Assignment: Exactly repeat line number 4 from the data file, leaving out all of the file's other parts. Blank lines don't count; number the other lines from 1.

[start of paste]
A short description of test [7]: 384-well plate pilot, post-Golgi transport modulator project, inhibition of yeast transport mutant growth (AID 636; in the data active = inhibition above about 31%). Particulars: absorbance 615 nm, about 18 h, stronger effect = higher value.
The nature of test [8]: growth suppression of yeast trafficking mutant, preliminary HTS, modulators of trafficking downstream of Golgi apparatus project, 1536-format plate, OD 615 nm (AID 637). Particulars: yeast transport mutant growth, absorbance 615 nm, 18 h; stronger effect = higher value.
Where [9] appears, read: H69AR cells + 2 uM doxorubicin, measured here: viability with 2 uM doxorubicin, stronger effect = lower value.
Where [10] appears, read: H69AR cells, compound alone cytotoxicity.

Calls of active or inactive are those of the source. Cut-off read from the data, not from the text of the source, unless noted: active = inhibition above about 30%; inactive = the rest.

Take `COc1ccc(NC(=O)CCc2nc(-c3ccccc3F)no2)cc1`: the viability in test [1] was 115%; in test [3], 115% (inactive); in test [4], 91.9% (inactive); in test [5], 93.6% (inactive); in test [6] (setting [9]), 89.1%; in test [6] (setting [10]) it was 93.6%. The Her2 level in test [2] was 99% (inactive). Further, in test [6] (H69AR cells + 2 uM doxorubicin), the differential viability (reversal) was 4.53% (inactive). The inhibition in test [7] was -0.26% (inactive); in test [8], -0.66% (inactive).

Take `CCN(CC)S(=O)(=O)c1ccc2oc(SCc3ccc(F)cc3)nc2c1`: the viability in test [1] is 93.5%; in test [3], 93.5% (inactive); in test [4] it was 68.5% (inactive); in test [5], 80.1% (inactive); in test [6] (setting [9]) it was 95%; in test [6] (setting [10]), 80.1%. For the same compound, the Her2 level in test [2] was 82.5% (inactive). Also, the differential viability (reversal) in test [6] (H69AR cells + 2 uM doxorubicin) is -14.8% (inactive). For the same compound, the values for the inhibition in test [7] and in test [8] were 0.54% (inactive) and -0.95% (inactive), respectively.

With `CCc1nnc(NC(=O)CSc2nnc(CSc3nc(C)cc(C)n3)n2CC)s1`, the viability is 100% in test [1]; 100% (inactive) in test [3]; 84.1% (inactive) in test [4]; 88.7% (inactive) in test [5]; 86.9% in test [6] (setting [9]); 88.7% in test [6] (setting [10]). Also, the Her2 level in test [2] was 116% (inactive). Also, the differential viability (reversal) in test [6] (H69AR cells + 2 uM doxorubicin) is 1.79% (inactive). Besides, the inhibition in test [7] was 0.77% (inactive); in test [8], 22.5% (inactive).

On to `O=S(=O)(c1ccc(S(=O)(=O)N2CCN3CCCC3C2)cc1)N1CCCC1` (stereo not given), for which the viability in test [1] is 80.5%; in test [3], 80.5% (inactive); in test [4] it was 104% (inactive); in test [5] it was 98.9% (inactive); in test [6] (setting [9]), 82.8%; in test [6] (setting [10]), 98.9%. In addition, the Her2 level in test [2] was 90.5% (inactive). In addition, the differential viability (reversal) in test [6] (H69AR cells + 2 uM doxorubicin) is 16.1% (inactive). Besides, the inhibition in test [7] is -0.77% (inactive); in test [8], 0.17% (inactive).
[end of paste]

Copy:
Where [10] appears, read: H69AR cells, compound alone cytotoxicity.